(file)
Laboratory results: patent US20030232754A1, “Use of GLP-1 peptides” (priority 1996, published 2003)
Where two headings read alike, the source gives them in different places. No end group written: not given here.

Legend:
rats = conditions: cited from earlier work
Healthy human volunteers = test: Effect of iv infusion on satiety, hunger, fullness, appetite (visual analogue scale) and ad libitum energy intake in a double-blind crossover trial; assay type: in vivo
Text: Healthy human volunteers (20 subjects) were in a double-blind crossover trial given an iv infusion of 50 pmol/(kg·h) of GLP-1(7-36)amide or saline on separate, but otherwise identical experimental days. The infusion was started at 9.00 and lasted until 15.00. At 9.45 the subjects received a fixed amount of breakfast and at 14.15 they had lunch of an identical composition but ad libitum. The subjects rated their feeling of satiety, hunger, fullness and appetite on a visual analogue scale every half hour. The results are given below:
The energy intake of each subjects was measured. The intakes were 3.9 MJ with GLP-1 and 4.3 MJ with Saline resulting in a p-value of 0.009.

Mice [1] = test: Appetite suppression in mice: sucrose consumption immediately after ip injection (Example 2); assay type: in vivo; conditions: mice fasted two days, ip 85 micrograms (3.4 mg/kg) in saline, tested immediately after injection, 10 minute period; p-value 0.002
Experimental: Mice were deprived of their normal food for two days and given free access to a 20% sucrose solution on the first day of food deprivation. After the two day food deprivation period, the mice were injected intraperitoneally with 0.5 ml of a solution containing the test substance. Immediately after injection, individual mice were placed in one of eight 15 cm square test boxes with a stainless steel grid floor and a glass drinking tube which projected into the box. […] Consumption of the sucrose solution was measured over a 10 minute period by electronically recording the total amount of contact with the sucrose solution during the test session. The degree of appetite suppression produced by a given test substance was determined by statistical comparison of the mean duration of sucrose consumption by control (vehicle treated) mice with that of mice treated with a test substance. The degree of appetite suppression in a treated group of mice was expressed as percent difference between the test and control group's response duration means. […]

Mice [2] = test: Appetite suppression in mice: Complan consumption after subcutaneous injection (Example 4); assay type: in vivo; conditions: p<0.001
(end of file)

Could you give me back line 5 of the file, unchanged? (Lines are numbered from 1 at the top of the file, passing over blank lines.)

Healthy human volunteers = test: Effect of iv infusion on satiety, hunger, fullness, appetite (visual analogue scale) and ad libitum energy intake in a double-blind crossover trial; assay type: in vivo